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Paula Ravets, Ph.D. Headshot

The Perfect Carpool: Drive Carefully and Carry a Big Stick

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I recently spent five days at a silent meditation retreat, bringing home with me many reflections, insights, peace of mind -- and a stick.

This stick -- smooth from wear on the outside, yet solid and unbreakable -- was my only concrete reminder of the time I spent away from family, friends and the myriad details of day-to-day "stuff" -- instead focusing on my inner life.

The next Monday I was back into real life: carpooling for my son and his 6th grade friends. Somehow after the retreat the stick ended up remaining in my car so that my four wonderful passengers noted its presence.

"Hey what's up with the stick?" my son asked. Rather then go into a longwinded discourse ("It's a symbolic reminder to hold sacred one's mindful existence...") I fumffered a bit and replied "Er... um... it's a Talking Stick." There was quiet, then a chorus of "huh?"s in the car.

Now let me stop for a moment to confess that I love my carpooling mornings. I feel an inordinate sense of privilege when I get to drive these interesting, smart, funny and LOUD children to school a few times a week. My son in fact may be the loudest of the group. (Perhaps of any group.) It's early in the morning, everyone wants to talk and I really want to hear each of them. Did I mention IT CAN BE LOUD!!!! How is anyone that loud at 7:45 a.m.?

So I explained that if they wanted to (and they really did), we could play a game passing around the stick. Whoever held the stick got to talk while the others listened. As soon as a person finished talking, someone else could hold out their hand for the stick and have their turn talking, and so on.

To my happy surprise this was the most delightful car ride ever. The content of the talk was not altered -- it was still silly, it was still profound at times, there were still fake-fart noises being proffered -- but it was clear that each of my young passengers felt listened to in a very different way, and each liked practicing listening to the others.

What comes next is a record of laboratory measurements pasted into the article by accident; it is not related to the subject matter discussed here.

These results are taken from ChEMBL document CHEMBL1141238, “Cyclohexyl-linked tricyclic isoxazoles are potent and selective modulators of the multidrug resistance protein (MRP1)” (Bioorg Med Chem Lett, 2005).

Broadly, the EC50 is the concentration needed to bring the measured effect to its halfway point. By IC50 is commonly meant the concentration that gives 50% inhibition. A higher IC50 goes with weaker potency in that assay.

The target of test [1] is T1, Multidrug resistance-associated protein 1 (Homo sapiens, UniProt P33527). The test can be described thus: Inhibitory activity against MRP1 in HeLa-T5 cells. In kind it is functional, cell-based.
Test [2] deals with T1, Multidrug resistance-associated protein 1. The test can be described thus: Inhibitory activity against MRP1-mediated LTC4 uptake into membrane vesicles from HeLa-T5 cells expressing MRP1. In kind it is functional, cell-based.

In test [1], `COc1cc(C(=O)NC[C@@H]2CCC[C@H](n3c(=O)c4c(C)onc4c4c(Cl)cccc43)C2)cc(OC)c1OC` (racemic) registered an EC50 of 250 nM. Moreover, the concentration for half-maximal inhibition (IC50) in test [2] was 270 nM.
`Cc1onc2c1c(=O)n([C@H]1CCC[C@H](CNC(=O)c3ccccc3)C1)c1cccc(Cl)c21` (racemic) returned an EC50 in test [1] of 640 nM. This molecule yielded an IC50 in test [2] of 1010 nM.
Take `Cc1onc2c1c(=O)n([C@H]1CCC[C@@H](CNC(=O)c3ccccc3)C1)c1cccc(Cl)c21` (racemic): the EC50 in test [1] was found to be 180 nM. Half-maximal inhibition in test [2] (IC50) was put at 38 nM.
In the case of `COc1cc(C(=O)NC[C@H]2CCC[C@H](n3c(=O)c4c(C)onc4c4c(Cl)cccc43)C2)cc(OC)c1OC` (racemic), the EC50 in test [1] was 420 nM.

American Indian children, from the age of three on, are taught using the "talking stick" to practice the art of listening and respecting another's viewpoint. This is not to say that they may not disagree, but rather that they are bound by their personal honor to allow everyone their Sacred Point of View.

Since that first "Big Stick" experience in my car, I have heard from other parents that they also liked the talking stick idea and would like to try the ritual in their cars. I'm glad to have their support and not just be the school's designated weird, hippie, meditating, shrink-mom.

But I don't think you have to be an American Indian, a psychologist or a carpool driver to know how important it is to cultivate the skill of listening. We'd all be a little more pleasant to live with (and drive with) if our thoughts could be heard and our words respected.

This morning when we got into the car, one of the kids asked for the stick, but it had vanished. I searched in vain but only came up with a tiny ceramic pomegranate filled with sweet juice that a friend had brought me from her trip to the Ukraine. (Don't ask! Some things find their way into my car and never make it out again.) Anyway, the kids ended up passing around a ceramic pomegranate. I think I might actually like the pomegranate better since it's less sharp and thus less likely to end up in someone's eye. The point is - you can use whatever you have as long as it's imbued with the powers of "the stick." It's a concrete reminder to be mindful in relationships, to pay attention and care about one another.

Eventually, the stick disappears. Even the pomegranate disappears, and what remains is a smooth, sweet residue and a well-practiced knowledge of how to communicate.